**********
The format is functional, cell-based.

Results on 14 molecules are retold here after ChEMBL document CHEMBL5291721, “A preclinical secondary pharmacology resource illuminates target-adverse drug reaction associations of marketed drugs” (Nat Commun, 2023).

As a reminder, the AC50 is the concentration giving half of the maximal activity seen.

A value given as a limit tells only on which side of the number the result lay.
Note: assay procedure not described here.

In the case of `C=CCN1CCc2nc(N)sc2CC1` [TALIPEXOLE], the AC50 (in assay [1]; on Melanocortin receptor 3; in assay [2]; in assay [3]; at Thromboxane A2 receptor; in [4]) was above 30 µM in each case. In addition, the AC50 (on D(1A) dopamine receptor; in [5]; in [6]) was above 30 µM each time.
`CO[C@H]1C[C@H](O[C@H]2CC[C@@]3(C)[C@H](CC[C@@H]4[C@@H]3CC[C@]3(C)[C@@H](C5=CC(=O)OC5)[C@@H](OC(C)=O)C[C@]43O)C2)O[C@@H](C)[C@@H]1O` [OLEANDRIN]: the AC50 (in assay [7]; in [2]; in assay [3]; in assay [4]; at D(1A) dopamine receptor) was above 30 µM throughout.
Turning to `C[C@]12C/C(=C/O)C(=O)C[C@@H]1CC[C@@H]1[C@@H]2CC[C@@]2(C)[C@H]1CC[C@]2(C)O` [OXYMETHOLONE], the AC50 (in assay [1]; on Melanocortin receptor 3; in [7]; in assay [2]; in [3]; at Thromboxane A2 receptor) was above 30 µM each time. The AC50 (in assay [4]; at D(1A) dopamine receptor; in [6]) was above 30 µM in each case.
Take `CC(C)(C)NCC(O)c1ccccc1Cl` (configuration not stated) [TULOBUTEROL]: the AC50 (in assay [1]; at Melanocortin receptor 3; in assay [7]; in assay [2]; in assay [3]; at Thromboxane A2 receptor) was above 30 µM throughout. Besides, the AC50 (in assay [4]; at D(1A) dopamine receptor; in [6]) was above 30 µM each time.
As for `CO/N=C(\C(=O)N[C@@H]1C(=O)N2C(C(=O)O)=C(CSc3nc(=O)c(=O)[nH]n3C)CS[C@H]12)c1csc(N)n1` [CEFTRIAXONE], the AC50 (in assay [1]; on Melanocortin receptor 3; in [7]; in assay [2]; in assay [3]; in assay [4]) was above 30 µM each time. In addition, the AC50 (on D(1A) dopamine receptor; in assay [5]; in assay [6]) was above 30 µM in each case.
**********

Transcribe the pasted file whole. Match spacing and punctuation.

The format is functional, cell-based.

Results on 14 molecules are retold here after ChEMBL document CHEMBL5291721, “A preclinical secondary pharmacology resource illuminates target-adverse drug reaction associations of marketed drugs” (Nat Commun, 2023).

As a reminder, the AC50 is the concentration giving half of the maximal activity seen.

A value given as a limit tells only on which side of the number the result lay.
Note: assay procedure not described here.

In the case of `C=CCN1CCc2nc(N)sc2CC1` [TALIPEXOLE], the AC50 (in assay [1]; on Melanocortin receptor 3; in assay [2]; in assay [3]; at Thromboxane A2 receptor; in [4]) was above 30 µM in each case. In addition, the AC50 (on D(1A) dopamine receptor; in [5]; in [6]) was above 30 µM each time.
`CO[C@H]1C[C@H](O[C@H]2CC[C@@]3(C)[C@H](CC[C@@H]4[C@@H]3CC[C@]3(C)[C@@H](C5=CC(=O)OC5)[C@@H](OC(C)=O)C[C@]43O)C2)O[C@@H](C)[C@@H]1O` [OLEANDRIN]: the AC50 (in assay [7]; in [2]; in assay [3]; in assay [4]; at D(1A) dopamine receptor) was above 30 µM throughout.
Turning to `C[C@]12C/C(=C/O)C(=O)C[C@@H]1CC[C@@H]1[C@@H]2CC[C@@]2(C)[C@H]1CC[C@]2(C)O` [OXYMETHOLONE], the AC50 (in assay [1]; on Melanocortin receptor 3; in [7]; in assay [2]; in [3]; at Thromboxane A2 receptor) was above 30 µM each time. The AC50 (in assay [4]; at D(1A) dopamine receptor; in [6]) was above 30 µM in each case.
Take `CC(C)(C)NCC(O)c1ccccc1Cl` (configuration not stated) [TULOBUTEROL]: the AC50 (in assay [1]; at Melanocortin receptor 3; in assay [7]; in assay [2]; in assay [3]; at Thromboxane A2 receptor) was above 30 µM throughout. Besides, the AC50 (in assay [4]; at D(1A) dopamine receptor; in [6]) was above 30 µM each time.
As for `CO/N=C(\C(=O)N[C@@H]1C(=O)N2C(C(=O)O)=C(CSc3nc(=O)c(=O)[nH]n3C)CS[C@H]12)c1csc(N)n1` [CEFTRIAXONE], the AC50 (in assay [1]; on Melanocortin receptor 3; in [7]; in assay [2]; in assay [3]; in assay [4]) was above 30 µM each time. In addition, the AC50 (on D(1A) dopamine receptor; in assay [5]; in assay [6]) was above 30 µM in each case.